We’ll start at 9:30 am (Austin time, 14:30 UTC) on July 11 in room 104 of the AT&T Center at UT Austin.
Google Hangout for remote attendees (NOTE this is a different link than yesterday – also PLEASE MUTE YOUR MICROPHONE if you are local or not talking)
Shared notes (world writeable)
Shared folder (feel free to add new shared documents here – the folder is world writeable, but first you need a Google account, then click “open in drive”)
Mailing list (announcements, ongoing discussions): the python-compilers mailing list at python.org
What: A workshop to bring together folks working on different approaches to high-performance compilation for Python, to share experience, discuss common interests, and start sketching out a roadmap for how the broader Python ecosystem can adapt to take maximal advantage of these new implementations.
When and where: Starting at 9:30 am, July 11-12, 2016 in Austin, Texas, co-located with the SciPy 2016 conference. (This is just before the main conference, and overlaps with the SciPy tutorial days.)
Venue: AT&T Center, room 104
Who: Open to the public; no registration fee.
There’s an intense and growing interest in techniques for compiling Python or near-Python languages to native code; a partial list includes PyPy, Numba, Pyston, Cython, Jython, Nuitka, Pythran, Pyjion, Numexpr, HOPE, GT-Py…
Now seems like a good time to compare notes! Plus there are lots of questions that seem like they could benefit from some cross-project collaboration. Our exact agenda will depend on participants’ interests, but here are some examples to give the flavor:
If I wrap a C function using Cython/CFFI/SWIG/…, could there
somehow be a way to expose the original C function to
Numba/PyPy/Pyston/etc. to cut out the wrapper overhead? What about
vice-versa: if I have a Python function that’s been JIT-compiled and
I pass it to some native code like
could there be some way for the native code in
scipy to call the
JIT-compiled function directly without going through tuple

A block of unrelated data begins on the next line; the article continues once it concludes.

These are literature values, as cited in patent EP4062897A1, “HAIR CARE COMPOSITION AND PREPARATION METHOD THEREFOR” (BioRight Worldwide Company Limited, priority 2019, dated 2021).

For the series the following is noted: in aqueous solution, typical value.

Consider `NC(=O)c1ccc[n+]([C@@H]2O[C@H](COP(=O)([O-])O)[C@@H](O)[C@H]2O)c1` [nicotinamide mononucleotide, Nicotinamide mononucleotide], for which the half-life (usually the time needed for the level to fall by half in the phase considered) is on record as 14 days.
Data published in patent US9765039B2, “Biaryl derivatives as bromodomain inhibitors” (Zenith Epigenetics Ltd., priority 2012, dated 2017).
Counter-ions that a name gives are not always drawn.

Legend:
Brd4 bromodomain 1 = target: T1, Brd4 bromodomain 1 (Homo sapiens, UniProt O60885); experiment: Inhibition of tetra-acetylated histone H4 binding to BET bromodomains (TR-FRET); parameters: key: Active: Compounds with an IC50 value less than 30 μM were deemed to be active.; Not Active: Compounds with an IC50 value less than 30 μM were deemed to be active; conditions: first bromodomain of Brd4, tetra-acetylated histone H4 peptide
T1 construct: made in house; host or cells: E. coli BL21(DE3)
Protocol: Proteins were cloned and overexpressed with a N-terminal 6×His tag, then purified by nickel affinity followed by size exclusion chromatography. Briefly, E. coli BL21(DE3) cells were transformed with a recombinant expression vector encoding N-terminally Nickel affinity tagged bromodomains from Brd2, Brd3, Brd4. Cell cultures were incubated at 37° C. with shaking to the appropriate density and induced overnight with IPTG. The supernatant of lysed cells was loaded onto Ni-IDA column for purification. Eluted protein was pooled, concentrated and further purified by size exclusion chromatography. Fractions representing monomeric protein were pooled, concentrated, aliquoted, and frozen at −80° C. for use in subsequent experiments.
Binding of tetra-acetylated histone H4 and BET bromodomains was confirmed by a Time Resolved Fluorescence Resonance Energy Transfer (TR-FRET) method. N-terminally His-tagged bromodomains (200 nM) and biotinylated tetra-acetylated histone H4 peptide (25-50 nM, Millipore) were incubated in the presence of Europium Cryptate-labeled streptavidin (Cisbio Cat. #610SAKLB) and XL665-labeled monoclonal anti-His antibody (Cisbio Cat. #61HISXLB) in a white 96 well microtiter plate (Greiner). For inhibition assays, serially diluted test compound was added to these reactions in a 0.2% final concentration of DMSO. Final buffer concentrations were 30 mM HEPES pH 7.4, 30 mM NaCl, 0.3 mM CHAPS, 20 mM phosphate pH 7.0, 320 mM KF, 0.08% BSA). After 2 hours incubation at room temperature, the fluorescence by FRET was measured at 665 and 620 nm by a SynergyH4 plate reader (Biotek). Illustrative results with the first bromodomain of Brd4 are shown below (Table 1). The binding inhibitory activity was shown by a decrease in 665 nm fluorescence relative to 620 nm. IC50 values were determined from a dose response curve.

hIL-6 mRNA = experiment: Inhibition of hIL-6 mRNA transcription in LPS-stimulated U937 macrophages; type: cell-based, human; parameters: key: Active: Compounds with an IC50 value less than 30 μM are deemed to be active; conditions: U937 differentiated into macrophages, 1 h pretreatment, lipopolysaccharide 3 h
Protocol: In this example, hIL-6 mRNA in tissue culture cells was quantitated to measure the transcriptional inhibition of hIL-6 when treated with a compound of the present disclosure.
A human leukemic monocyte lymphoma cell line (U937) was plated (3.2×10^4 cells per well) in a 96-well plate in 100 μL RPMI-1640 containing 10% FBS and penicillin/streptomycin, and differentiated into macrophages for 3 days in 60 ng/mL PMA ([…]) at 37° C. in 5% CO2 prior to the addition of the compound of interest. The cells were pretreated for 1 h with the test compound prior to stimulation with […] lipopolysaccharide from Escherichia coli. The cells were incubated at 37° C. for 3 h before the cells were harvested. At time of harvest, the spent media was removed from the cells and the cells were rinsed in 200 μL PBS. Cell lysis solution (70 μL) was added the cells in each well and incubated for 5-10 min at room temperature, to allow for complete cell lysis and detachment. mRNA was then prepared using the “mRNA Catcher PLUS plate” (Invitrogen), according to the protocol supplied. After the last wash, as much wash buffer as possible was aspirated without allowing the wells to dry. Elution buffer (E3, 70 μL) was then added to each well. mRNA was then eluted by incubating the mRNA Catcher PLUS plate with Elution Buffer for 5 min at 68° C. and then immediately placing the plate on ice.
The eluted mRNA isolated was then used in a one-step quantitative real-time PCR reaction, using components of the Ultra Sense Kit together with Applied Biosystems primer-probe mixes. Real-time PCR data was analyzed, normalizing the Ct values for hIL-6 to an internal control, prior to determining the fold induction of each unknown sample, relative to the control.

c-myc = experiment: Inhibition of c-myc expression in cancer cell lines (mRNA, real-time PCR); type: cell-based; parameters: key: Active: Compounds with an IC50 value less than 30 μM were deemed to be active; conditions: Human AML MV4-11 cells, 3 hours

packing/unpacking? Can Numba and Pyston benefit from PyPy’s work on
Does it make sense to run Numba on PyPy or Pyston?
The Python 2 vs. Python 3 split is very painful for anyone working on compilers/interpreters. What strategies for handling this have worked or not worked?
A number of the compilers above can take code like
total = 0.0 for num in range(10000): total += num
and perform inlining, unboxing, etc. to compile it down to a tight
native loop that far out-performs CPython. This is possible because
they have intimate knowledge of built-in Python constructs like
range. And a number of them have good enough
CPython C API compatibility that they can – or will soon be able to
– execute the same code, but using
import numpy as np total = 0.0 for num in np.arange(10000): total += num
But if you’re using the CPython C API to call
numpy, then you
can’t do unboxing/inlining/loop fusion/etc., because
are a total black box to the compiler, and so this
version of the loop will run at about the same speed in a
state-of-the-art JIT as it would in CPython.
The traditional way to solve this – as seen in e.g. Numba or
Numexpr – is to give the compiler built-in knowledge of
types and operations, essentially reimplementing
numpy inside each
compiler. But this strategy has a number of obvious downsides in
terms of duplicated effort, subtle incompatibilities, increased
testing load for downstream projects, reduced ability to evolve and
numpy’s semantics, and the potential need to then repeat
the whole exercise for other projects like
numpy competitor) or
pandas. And this question is becoming particularly urgent, since
not only has Numba already started down this road, but Pyston and
PyPy are both working on passing the
numpy test suite right now
and are likely to soon move from worrying about correctness to
worrying about speed.
Can we do better? Could there be some way to write a library like
numpy so that a single codebase could simultaneously target
CPython and the newer compilers, while achieving competitive speed
in all cases? If so, what would it take to make that happen? If not,
then what’s the next-best alternative?
TBD – probably we’ll start with some talks from different projects to outline their approaches and name some problems they’re worrying about, and then switch to unconference mode.
We’re grateful to our sponsors for helping make this event possible:
We’re also very grateful to the SciPy organizers (especially Jill Cowan) for providing space and other assistance.